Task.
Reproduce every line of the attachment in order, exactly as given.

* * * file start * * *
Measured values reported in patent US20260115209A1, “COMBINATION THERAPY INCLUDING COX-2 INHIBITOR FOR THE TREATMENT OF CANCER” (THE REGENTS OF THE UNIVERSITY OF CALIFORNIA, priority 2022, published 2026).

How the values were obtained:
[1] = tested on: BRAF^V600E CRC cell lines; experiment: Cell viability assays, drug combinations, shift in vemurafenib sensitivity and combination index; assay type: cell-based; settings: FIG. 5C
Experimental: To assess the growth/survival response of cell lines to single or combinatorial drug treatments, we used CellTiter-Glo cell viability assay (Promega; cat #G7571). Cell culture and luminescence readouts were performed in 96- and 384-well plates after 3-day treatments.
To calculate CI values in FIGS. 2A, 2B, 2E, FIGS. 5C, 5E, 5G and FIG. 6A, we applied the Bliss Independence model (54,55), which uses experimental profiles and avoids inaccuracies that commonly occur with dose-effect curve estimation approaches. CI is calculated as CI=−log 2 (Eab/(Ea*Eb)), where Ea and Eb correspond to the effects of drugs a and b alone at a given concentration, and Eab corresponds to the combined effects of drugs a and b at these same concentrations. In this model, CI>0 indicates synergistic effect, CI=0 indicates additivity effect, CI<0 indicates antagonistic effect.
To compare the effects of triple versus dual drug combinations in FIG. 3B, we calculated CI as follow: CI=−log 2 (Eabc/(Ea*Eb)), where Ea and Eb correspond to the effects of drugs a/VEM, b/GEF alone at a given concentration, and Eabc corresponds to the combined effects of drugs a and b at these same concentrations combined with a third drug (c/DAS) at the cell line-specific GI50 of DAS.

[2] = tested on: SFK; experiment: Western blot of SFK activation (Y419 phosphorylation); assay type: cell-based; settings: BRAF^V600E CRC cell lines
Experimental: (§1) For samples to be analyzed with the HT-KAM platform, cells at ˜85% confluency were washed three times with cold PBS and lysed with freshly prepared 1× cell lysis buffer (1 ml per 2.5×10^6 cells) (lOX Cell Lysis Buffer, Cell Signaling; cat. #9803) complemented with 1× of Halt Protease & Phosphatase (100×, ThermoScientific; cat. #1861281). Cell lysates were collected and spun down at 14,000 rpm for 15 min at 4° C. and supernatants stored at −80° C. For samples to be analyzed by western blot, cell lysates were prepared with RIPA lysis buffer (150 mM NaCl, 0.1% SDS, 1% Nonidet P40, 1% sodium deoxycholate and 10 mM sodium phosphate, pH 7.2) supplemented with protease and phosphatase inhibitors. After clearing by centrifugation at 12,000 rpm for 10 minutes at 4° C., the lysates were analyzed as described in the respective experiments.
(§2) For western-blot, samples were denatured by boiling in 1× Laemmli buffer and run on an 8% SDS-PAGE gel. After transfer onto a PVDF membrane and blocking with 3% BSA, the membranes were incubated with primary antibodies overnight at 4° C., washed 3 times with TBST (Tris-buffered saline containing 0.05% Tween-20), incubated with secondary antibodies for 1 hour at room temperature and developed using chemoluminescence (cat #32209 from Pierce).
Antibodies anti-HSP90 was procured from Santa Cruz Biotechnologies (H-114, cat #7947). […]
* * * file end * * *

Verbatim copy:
Measured values reported in patent US20260115209A1, “COMBINATION THERAPY INCLUDING COX-2 INHIBITOR FOR THE TREATMENT OF CANCER” (THE REGENTS OF THE UNIVERSITY OF CALIFORNIA, priority 2022, published 2026).

How the values were obtained:
[1] = tested on: BRAF^V600E CRC cell lines; experiment: Cell viability assays, drug combinations, shift in vemurafenib sensitivity and combination index; assay type: cell-based; settings: FIG. 5C
Experimental: To assess the growth/survival response of cell lines to single or combinatorial drug treatments, we used CellTiter-Glo cell viability assay (Promega; cat #G7571). Cell culture and luminescence readouts were performed in 96- and 384-well plates after 3-day treatments.
To calculate CI values in FIGS. 2A, 2B, 2E, FIGS. 5C, 5E, 5G and FIG. 6A, we applied the Bliss Independence model (54,55), which uses experimental profiles and avoids inaccuracies that commonly occur with dose-effect curve estimation approaches. CI is calculated as CI=−log 2 (Eab/(Ea*Eb)), where Ea and Eb correspond to the effects of drugs a and b alone at a given concentration, and Eab corresponds to the combined effects of drugs a and b at these same concentrations. In this model, CI>0 indicates synergistic effect, CI=0 indicates additivity effect, CI<0 indicates antagonistic effect.
To compare the effects of triple versus dual drug combinations in FIG. 3B, we calculated CI as follow: CI=−log 2 (Eabc/(Ea*Eb)), where Ea and Eb correspond to the effects of drugs a/VEM, b/GEF alone at a given concentration, and Eabc corresponds to the combined effects of drugs a and b at these same concentrations combined with a third drug (c/DAS) at the cell line-specific GI50 of DAS.

[2] = tested on: SFK; experiment: Western blot of SFK activation (Y419 phosphorylation); assay type: cell-based; settings: BRAF^V600E CRC cell lines
Experimental: (§1) For samples to be analyzed with the HT-KAM platform, cells at ˜85% confluency were washed three times with cold PBS and lysed with freshly prepared 1× cell lysis buffer (1 ml per 2.5×10^6 cells) (lOX Cell Lysis Buffer, Cell Signaling; cat. #9803) complemented with 1× of Halt Protease & Phosphatase (100×, ThermoScientific; cat. #1861281). Cell lysates were collected and spun down at 14,000 rpm for 15 min at 4° C. and supernatants stored at −80° C. For samples to be analyzed by western blot, cell lysates were prepared with RIPA lysis buffer (150 mM NaCl, 0.1% SDS, 1% Nonidet P40, 1% sodium deoxycholate and 10 mM sodium phosphate, pH 7.2) supplemented with protease and phosphatase inhibitors. After clearing by centrifugation at 12,000 rpm for 10 minutes at 4° C., the lysates were analyzed as described in the respective experiments.
(§2) For western-blot, samples were denatured by boiling in 1× Laemmli buffer and run on an 8% SDS-PAGE gel. After transfer onto a PVDF membrane and blocking with 3% BSA, the membranes were incubated with primary antibodies overnight at 4° C., washed 3 times with TBST (Tris-buffered saline containing 0.05% Tween-20), incubated with secondary antibodies for 1 hour at room temperature and developed using chemoluminescence (cat #32209 from Pierce).
Antibodies anti-HSP90 was procured from Santa Cruz Biotechnologies (H-114, cat #7947). […]